Burning ★★★★

This was a fantastically important film rife with intrigue in every single aspect. The cinematography, screenplay, editing and mise-en-scene lent to so many thought-provoking ideas and complex messages that are really difficult to see or notice the first time around. Even in what feel like drawn-out, boring shots of landscapes or scenery--Lee Chang-dong is expressing something about class politics and psychological vulnerability/entrenchment in the contrast of shots he places side-by-side.
As such, the cinematography is absolutely breathtaking, and the more I think about this movie--the more I like it. The more I meditate on the dialogue choices, the screenplay's ebb and flow, the plot devices--the more I realize how masterful this film was in its way of telling its story.
I will admit that it often felt like the story was trying to say too many things at once, and far too much of it was on-the nose. As a friend of mine wrote in her review-- "a lot of the intended ambiguity felt painfully obvious," and I think painful is the keyword there. It was very filmbro deep almost at times, with not enough subtlety in dialogue to make up for the overt attempts at profundity. Still, it impacts. It works.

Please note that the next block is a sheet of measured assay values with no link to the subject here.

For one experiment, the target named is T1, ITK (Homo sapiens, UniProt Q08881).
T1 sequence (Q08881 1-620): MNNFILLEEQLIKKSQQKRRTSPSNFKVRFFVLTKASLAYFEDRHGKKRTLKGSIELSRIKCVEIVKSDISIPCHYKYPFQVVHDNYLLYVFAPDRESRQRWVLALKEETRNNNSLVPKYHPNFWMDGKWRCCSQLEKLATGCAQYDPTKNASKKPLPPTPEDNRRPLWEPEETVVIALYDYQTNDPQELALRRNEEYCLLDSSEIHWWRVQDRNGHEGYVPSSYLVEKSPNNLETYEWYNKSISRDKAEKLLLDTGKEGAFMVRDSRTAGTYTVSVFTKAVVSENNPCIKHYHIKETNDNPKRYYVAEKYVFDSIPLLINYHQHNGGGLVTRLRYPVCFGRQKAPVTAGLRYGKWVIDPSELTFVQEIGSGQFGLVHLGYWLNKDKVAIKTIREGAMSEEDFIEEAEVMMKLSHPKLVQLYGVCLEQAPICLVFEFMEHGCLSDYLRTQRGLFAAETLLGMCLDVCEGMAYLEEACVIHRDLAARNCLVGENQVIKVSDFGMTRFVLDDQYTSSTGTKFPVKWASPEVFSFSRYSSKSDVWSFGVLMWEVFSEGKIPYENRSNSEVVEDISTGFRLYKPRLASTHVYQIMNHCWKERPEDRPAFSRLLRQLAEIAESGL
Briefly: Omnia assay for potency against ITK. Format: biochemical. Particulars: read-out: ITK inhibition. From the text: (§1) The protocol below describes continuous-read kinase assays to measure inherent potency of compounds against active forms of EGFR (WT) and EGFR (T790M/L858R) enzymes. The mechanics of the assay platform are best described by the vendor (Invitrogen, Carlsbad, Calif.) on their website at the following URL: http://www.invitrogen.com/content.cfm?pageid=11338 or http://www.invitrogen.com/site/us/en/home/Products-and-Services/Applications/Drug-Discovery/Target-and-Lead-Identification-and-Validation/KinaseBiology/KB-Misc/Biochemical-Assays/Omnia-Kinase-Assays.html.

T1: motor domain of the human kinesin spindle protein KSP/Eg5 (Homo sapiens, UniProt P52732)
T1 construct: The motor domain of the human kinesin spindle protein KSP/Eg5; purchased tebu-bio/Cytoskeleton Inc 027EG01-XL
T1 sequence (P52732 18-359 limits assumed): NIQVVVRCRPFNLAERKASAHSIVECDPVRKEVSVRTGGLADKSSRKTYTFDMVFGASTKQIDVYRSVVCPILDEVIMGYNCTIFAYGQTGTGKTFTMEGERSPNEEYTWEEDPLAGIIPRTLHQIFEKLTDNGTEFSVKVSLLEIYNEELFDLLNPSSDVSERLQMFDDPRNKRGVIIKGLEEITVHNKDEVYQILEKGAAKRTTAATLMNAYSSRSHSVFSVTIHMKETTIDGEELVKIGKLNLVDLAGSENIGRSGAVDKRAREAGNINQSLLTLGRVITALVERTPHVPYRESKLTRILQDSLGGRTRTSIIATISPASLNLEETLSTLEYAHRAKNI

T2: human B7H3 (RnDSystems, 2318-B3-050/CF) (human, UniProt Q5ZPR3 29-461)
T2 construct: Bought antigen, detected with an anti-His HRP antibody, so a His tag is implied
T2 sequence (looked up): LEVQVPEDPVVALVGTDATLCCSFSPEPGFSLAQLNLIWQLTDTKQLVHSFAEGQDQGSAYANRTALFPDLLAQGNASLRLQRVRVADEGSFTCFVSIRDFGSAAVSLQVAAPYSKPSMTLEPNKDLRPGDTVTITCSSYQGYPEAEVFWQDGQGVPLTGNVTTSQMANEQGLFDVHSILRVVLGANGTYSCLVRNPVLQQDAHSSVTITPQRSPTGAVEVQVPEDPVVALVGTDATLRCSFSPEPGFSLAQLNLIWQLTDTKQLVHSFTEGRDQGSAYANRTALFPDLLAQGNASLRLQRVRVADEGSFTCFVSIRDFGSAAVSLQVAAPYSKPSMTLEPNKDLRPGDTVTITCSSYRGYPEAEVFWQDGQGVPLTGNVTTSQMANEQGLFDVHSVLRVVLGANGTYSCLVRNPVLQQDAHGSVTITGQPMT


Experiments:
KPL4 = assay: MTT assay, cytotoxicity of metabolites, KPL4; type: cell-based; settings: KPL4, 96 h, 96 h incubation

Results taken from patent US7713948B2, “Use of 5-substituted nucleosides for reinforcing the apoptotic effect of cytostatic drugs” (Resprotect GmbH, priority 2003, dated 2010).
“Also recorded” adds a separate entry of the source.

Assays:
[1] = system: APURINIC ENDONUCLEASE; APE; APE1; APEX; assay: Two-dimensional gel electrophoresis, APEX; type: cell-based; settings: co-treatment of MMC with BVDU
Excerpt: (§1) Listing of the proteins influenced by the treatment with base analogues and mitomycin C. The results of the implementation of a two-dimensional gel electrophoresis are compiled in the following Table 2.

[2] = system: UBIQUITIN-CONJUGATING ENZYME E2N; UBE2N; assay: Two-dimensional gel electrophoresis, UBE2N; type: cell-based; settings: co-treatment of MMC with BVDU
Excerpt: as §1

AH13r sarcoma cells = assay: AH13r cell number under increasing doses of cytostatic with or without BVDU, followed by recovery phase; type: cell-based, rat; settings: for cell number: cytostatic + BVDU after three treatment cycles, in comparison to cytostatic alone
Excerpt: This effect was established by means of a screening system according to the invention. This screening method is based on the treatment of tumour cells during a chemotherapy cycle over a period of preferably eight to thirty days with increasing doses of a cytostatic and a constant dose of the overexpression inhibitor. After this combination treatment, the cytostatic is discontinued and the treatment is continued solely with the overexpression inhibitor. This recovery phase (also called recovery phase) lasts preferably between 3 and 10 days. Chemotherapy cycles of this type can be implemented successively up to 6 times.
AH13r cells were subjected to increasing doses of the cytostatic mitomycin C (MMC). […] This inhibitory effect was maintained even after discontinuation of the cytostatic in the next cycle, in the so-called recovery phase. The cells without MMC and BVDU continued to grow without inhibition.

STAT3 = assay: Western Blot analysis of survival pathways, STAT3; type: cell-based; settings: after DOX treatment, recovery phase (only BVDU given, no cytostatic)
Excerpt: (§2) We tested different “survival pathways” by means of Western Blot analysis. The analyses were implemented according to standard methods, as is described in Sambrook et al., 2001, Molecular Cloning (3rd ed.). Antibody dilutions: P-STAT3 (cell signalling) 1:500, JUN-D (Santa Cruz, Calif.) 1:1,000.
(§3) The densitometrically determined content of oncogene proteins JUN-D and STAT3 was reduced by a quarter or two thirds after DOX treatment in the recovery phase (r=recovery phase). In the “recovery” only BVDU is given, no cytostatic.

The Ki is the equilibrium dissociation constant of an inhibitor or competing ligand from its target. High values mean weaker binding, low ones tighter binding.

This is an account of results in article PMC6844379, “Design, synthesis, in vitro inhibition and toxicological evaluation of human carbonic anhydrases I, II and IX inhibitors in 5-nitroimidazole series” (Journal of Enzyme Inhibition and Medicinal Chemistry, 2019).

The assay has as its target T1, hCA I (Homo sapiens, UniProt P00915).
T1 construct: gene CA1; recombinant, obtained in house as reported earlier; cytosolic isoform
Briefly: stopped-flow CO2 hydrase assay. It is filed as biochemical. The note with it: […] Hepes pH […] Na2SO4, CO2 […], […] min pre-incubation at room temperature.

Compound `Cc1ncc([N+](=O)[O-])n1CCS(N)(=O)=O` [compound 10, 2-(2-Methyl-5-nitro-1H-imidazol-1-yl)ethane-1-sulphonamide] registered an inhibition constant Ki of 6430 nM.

Lee Chang-dong created another insightful and completely incisive take on southeast Asian economic politics and class struggles, and it plays out so gracefully in the understated tension between Ben and Jong-su. And ugh, I could cry thinking about how fucking incredible was Jun Jong-seo's performance as Hae-mi. She was so fucking powerful in her every line delivery, facial expression, and word of body language. She made the film so entrancing and haunting as it is.
Overall, I liked it a lot, and I recommend to anyone who's watched that they should read up on its messages afterward to get a fuller taste of what they saw. Great work.

haleigh liked this review